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A Guide to Controlled Expansion Alloys

Controlled Expansion Alloys – What Are They and Which is Right for Me?

On the search for alloys for your application, there is no doubt that you will come across controlled expansion alloys.

The alloy expansion rate refers to an average coefficient of thermal expansion; controlled expansion alloys have been carefully formulated to produce a specific coefficient of thermal expansion (CTE) within certain ranges.

Falling into three categories, you will find low thermal expansion, matching expansion and high thermal expansion. Here are some of the most common controlled expansion alloys and which applications they are most suited for:


One of the most used alloys is Kovar which is made up of nickel, iron and cobalt. It is classified as a controlled expansion alloy because the expansion characteristics of Kovar are closely controlled in order to match hard / borosilicate glass or ceramic. This means that it will expand and contract at a similar rate to these materials, making it the most popular alloy for hermetic sealing applications (Glass to Metals Sealing). Some of these applications include:

  • Production of transistors, diodes and electronic tubes
  • Hybrid circuit casings and oscillator housings
  • Scientific instruments and vacuum systems in scientific research

Mainly used in the electronics and aerospace industries, Kovar comes in a range of forms: Plate, Round Bar, Square Bar, Flat Bar, Sheet, Coil, Wire and Tube. The uniformity of thermal expansion characteristics and shock resistance makes it a reliable choice for these applications.


Invar is made up of nickel and iron and is classified as a low expansion alloy. It has one of the lowest thermal expansion rates, exhibiting near zero coefficient, which makes it suited to applications where it is required to maintain constant dimensions in changing temperatures. Applications with these requirements include:

  • Radio and electronic devices, electrical transformers, high voltage transmission lines and circuit breakers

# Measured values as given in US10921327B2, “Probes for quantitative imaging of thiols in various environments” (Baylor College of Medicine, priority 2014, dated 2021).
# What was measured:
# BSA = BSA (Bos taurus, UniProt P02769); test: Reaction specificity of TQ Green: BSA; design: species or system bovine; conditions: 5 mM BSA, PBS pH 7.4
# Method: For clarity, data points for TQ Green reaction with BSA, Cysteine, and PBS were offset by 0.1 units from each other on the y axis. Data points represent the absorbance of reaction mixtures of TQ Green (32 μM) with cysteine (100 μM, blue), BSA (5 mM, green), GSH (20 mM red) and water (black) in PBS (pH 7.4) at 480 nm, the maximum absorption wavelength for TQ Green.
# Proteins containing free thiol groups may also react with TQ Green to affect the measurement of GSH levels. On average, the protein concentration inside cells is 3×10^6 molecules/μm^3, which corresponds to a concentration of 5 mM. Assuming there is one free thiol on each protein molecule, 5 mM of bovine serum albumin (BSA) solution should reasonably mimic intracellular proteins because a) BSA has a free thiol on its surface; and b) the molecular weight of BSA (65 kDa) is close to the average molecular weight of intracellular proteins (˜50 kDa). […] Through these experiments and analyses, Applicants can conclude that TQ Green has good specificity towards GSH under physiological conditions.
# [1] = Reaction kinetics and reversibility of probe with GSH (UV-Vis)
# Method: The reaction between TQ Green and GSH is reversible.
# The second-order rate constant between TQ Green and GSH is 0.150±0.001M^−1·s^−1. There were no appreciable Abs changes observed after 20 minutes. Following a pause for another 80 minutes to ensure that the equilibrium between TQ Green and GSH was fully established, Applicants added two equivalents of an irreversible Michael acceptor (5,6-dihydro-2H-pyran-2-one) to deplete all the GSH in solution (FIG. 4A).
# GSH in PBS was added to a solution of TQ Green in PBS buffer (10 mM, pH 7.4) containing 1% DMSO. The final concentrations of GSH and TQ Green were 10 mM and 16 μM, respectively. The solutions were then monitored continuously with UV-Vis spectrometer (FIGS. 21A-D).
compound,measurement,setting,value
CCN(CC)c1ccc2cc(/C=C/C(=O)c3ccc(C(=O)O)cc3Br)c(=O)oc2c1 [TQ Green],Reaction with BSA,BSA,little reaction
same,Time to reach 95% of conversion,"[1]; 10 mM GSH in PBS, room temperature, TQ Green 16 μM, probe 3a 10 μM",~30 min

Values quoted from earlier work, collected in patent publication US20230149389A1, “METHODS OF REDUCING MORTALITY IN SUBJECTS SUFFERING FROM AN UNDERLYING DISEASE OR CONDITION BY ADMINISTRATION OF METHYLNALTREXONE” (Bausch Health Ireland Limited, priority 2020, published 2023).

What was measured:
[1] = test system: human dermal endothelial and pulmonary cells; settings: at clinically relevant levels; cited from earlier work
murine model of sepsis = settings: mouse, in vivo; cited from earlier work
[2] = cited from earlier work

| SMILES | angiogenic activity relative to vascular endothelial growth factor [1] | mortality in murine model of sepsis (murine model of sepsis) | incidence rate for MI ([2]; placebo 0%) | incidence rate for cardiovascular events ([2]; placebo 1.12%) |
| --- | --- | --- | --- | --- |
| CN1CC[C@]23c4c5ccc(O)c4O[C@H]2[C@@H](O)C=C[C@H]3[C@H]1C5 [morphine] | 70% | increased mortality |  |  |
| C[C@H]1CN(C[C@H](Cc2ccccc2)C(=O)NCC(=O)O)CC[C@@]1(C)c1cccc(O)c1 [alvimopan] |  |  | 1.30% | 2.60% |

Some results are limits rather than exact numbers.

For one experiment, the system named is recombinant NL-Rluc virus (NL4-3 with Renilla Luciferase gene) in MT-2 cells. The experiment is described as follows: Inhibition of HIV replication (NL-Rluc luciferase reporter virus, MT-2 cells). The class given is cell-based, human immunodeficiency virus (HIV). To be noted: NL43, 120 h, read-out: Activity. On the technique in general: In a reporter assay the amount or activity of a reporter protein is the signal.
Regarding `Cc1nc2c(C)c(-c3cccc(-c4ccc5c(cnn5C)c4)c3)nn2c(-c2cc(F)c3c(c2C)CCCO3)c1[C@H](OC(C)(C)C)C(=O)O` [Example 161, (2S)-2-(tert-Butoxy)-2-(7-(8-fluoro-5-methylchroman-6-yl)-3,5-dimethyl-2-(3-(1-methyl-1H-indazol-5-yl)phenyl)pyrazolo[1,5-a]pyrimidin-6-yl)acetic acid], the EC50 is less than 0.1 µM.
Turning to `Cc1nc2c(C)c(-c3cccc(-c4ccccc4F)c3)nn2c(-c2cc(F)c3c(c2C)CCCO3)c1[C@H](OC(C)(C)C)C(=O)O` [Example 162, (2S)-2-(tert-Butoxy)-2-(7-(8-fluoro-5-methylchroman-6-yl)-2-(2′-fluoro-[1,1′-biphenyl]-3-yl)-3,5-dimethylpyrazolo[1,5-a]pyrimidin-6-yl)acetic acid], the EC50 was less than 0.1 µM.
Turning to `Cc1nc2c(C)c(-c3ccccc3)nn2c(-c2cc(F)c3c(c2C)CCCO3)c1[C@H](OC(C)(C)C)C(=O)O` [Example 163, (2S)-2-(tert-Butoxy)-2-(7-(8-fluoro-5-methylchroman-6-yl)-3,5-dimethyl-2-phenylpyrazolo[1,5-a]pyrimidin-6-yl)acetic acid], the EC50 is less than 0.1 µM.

• Precision equipment elements like lasers, measuring and positioning devices, thermostats, precision condenser blades
  • Shadow masks and frames like cathode ray tubes, OLED
  • Mould and lay up tools for composites

As well as dimensional stability between -100°C & 260°C, Invar is durable, flexible and easy to machine. It comes in a range of forms such as: Plate, Round Bar, Square Bar, Flat Bar, Sheet, Coil, and Wire, and has become a popular choice for composite material manufacturing.

Alloy 42

Alloy 42 is made up of iron and nickel (42%) and is classified as a controlled expansion alloy. With a low and consistent CTE over the range of 20-300°C, it matches hard / borosilicate glass or ceramic similarly to Kovar; it also matches silicon and has the capability for glass-to-metal or ceramic-to-metal sealing applications. Some of these applications include:

  • Electrical components such as:
  • Semiconductor lead frames in integrated circuits
  • Bi-metal thermostat strip
  • Thermostat rods
  • CRT electron guns
  • Electrical devices such as:
  • Electric bulbs
  • Radio valves
  • Television tubes
  • Fluorescent lights
  • Automotive and industrial lamps

With the ability to withstand extreme temperatures, Alloy 42 is also shock-resistant so the seal will not experience any cracking. It benefits from good workability and weldability and comes in a range of forms such as: Round Bar, Sheet and Coil.

At City Special Metals, we hold a specialist range of Kovar, Invar and Alloy 42 in unique forms and size so you can find the perfect alloy for your application.

If you need any more information or would like to enquire about your requirements, contact us today.